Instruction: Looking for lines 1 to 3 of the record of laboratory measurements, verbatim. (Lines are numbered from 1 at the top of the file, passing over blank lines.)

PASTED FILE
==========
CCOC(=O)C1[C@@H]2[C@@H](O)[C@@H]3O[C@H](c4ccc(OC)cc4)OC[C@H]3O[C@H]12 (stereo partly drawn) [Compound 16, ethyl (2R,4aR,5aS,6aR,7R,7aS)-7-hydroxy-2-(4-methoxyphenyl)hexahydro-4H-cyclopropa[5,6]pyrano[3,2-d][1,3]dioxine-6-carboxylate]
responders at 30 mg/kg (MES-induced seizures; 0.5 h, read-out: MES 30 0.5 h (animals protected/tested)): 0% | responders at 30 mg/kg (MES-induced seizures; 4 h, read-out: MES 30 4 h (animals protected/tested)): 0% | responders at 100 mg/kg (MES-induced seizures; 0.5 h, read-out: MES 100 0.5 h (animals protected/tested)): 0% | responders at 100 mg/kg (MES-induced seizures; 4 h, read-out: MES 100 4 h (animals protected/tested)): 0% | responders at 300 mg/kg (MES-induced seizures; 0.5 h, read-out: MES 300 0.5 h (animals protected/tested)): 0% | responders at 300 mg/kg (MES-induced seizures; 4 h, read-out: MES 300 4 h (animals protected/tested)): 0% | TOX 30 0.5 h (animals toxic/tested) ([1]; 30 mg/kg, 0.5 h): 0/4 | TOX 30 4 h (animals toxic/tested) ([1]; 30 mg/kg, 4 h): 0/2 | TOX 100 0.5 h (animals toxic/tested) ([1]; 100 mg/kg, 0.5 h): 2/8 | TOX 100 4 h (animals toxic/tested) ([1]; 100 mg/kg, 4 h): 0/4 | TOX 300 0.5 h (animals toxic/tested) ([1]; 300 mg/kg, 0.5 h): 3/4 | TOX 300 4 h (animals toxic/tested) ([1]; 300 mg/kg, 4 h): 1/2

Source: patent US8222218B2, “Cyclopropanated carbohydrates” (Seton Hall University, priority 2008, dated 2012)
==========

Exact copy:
CCOC(=O)C1[C@@H]2[C@@H](O)[C@@H]3O[C@H](c4ccc(OC)cc4)OC[C@H]3O[C@H]12 (stereo partly drawn) [Compound 16, ethyl (2R,4aR,5aS,6aR,7R,7aS)-7-hydroxy-2-(4-methoxyphenyl)hexahydro-4H-cyclopropa[5,6]pyrano[3,2-d][1,3]dioxine-6-carboxylate]
responders at 30 mg/kg (MES-induced seizures; 0.5 h, read-out: MES 30 0.5 h (animals protected/tested)): 0% | responders at 30 mg/kg (MES-induced seizures; 4 h, read-out: MES 30 4 h (animals protected/tested)): 0% | responders at 100 mg/kg (MES-induced seizures; 0.5 h, read-out: MES 100 0.5 h (animals protected/tested)): 0% | responders at 100 mg/kg (MES-induced seizures; 4 h, read-out: MES 100 4 h (animals protected/tested)): 0% | responders at 300 mg/kg (MES-induced seizures; 0.5 h, read-out: MES 300 0.5 h (animals protected/tested)): 0% | responders at 300 mg/kg (MES-induced seizures; 4 h, read-out: MES 300 4 h (animals protected/tested)): 0% | TOX 30 0.5 h (animals toxic/tested) ([1]; 30 mg/kg, 0.5 h): 0/4 | TOX 30 4 h (animals toxic/tested) ([1]; 30 mg/kg, 4 h): 0/2 | TOX 100 0.5 h (animals toxic/tested) ([1]; 100 mg/kg, 0.5 h): 2/8 | TOX 100 4 h (animals toxic/tested) ([1]; 100 mg/kg, 4 h): 0/4 | TOX 300 0.5 h (animals toxic/tested) ([1]; 300 mg/kg, 0.5 h): 3/4 | TOX 300 4 h (animals toxic/tested) ([1]; 300 mg/kg, 4 h): 1/2

Source: patent US8222218B2, “Cyclopropanated carbohydrates” (Seton Hall University, priority 2008, dated 2012)